With an increasing number of buildings investing in alternative energy, emergency responders are often unable to immediately identify structures that have installed solar panels on their roofs — putting them at risk of electrocution in the event of a fire.
In an effort to protect firefighters against the danger of electrocution posed by solar panels, Assemblyman Robert Schroeder (R-Woodcliff Lake), a volunteer firefighter in the Township of Washington since 1980 who has twice served as fire chief, has sponsored a bill that would require buildings to clearly label with an exterior emblem whether they have solar panels.
The bipartisan bill was approved by the Assembly Homeland Security and State Preparedness Committee, on which Schroeder serves.
"New Jersey is one of the fastest-growing markets for solar energy and trails only California in terms of installations, but solar panels pose an unintended threat to firefighters," Schroeder said last week.
"Safe firefighting requires knowledge and awareness of the situation. This bill will let emergency responders know at a glance when there's a threat of electrocution because the building is actively harnessing power from the sun."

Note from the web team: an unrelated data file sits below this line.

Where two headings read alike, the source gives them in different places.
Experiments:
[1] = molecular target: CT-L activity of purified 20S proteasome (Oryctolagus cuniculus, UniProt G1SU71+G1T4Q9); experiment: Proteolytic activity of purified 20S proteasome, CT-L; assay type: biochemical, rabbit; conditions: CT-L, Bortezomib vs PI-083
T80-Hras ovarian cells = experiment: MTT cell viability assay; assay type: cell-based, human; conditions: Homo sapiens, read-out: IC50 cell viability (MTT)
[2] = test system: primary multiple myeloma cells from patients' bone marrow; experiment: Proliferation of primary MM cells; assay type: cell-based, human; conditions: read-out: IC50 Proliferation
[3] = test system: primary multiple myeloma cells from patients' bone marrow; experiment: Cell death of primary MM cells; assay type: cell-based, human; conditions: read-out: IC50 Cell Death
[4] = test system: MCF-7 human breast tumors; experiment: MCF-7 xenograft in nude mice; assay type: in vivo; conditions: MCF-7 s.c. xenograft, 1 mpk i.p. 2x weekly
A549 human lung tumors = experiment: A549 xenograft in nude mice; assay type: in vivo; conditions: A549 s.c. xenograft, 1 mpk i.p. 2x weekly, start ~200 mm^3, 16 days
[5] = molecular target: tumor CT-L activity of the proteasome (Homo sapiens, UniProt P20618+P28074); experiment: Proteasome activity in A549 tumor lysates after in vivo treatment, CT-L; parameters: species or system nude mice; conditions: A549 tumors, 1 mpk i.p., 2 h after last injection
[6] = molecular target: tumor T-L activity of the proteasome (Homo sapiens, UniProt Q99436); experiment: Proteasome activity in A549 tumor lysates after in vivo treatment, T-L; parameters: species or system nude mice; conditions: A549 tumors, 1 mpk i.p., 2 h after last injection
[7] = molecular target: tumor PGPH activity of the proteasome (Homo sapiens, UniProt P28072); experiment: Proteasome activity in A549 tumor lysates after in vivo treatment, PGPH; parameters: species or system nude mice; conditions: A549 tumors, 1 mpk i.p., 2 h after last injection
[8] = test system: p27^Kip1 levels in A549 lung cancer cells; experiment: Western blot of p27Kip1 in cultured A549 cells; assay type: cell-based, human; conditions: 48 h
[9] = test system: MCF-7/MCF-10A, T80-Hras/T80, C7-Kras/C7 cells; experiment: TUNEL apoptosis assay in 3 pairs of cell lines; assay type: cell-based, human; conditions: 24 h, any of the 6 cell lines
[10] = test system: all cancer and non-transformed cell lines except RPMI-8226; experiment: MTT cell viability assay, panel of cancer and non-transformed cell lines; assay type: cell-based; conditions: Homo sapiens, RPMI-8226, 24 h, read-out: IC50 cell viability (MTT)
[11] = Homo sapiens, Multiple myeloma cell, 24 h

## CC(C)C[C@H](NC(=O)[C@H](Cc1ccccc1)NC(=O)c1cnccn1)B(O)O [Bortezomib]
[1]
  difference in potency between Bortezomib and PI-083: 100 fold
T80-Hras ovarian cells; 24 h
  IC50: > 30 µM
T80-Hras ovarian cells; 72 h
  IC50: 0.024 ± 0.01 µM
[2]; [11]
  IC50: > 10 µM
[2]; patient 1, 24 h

The safety measure was recommended in a National Fire Protection Association report focusing on structural firefighting in buildings that utilize solar panels to generate thermal and/or electrical energy.
According to the report, buildings with solar power systems "can present a variety of significant hazards" for firefighters.
In addition, the bill requires that all existing and newly constructed buildings with solar panels be equipped with an external shut-off switch.
"We can have clean reliable energy without making fires any more dangerous than they already are," said Schroeder.
"As a firefighter, I understand the value of knowing immediately what potential dangers await in a burning building I might have to enter."
"Simply putting a warning sign on the outside of a building could very well save the life of one of our brave first responders," Schroeder said.